Hugh Pickens writes "Doug Gross writes that thanks to technology, there's been a recent sea change in how people today kill time. 'Those dog-eared magazines in your doctor's office are going unread. Your fellow customers in line at the deli counter are being ignored. And simply gazing around at one's surroundings? Forget about it.' With their games, music, videos, social media and texting, smartphones 'superstimulate,' a desire humans have to play when things get dull, says anthropologist Christopher Lynn and he believes that modern society may be making that desire even stronger. 'When you're habituated to constant stimulation, when you lack it, you sort of don't know what to do with yourself,' says Lynn. 'When we aren't used to having down time, it results in anxiety. 'Oh my god, I should be doing something.' And we reach for the smartphone. It's our omnipresent relief from that.' Researchers say this all makes sense. Fiddling with our phones, they say, addresses a basic human need to cure boredom by any means necessary. But they also fear that by filling almost every second of down time by peering at our phones we are missing out on the creative and potentially rewarding ways we've dealt with boredom in days past. 'Informational overload from all quarters means that there can often be very little time for personal thought, reflection, or even just 'zoning out,'" researchers write. 'With a mobile (phone) that is constantly switched on and a plethora of entertainments available to distract the naked eye, it is understandable that some people find it difficult to actually get bored in that particular fidgety, introspective kind of way.'"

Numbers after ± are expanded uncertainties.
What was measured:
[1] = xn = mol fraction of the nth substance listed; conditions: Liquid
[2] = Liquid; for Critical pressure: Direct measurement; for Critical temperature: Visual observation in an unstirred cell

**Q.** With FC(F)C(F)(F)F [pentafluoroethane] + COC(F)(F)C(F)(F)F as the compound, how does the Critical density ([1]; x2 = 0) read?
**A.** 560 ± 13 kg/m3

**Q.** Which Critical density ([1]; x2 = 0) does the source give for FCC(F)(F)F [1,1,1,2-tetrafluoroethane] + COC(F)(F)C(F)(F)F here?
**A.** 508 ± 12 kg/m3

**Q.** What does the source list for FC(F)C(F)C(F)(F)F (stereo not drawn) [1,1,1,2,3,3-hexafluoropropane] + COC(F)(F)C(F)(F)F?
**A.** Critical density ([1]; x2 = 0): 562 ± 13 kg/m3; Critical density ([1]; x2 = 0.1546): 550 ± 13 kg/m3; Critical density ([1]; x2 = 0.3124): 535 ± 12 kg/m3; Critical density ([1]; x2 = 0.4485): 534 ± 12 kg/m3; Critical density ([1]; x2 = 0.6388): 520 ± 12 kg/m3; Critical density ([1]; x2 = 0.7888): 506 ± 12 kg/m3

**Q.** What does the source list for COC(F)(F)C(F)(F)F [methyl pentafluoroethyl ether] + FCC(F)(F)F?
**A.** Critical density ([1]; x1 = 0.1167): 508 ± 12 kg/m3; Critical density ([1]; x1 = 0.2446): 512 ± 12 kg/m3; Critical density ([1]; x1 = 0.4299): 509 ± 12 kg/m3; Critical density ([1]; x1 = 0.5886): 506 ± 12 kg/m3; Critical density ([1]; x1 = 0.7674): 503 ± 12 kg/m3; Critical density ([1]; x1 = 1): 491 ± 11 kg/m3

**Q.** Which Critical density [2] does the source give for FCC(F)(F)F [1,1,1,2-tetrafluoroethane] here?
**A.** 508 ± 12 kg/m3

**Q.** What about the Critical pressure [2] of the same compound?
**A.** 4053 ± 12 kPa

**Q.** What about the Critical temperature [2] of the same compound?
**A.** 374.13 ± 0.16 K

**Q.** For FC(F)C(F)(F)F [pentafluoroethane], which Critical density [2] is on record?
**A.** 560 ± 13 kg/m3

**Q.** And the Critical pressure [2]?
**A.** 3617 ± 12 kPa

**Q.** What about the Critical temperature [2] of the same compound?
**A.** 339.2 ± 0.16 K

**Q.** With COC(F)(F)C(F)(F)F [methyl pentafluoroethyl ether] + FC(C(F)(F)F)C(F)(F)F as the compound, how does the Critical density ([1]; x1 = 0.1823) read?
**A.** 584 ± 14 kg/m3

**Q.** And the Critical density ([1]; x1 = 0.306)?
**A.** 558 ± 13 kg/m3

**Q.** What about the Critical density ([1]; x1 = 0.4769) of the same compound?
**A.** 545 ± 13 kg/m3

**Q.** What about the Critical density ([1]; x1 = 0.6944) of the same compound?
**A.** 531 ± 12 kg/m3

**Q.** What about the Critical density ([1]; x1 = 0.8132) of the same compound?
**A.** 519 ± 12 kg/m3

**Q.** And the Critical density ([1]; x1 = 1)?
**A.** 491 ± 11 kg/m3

Nokia Claims a Memory Card Slot Would Have "Defiled" New Phone 371

nk497 writes "Nokia unveiled its flagship Lumia 920 Windows Phone 8 handset today, but it doesn't feature an SD card slot. There's a reason why: Nokia's designers didn't want to 'defile' the design. 'We started with the premise that we wanted an uncompromised physical form,' executive vice president Kevin Shields, said. 'To put an SD card slot in it would have defiled it.' He said most people don't use the storage in their phone, although the Nokia Lumia 820, which has only 8GB of storage, does include a micro-SD card slot behind its removable cover, which Shields claims doesn't compromise the design."

Taiwan University Sues Apple Over Siri Patents 138

Rambo Tribble writes "Reuters is reporting that Taiwan's National Cheng Kung University has filed a suit against Apple claiming patent infringement by the Siri voice-recognition software. At issue are two patents dating to 2007 and 2010. From the article: 'The suit was filed in the United States District Court for the Eastern District of Texas, Marshall Division, on Friday, it said. "We filed that lawsuit in the Texas court because it processes faster and its rulings are usually in favor of patent owners and the compensations are usually higher," said Yama Chen, legal manager of National Cheng Kung, in the southern Taiwan city of Tainan.'"

The Digital Differences In Americans 214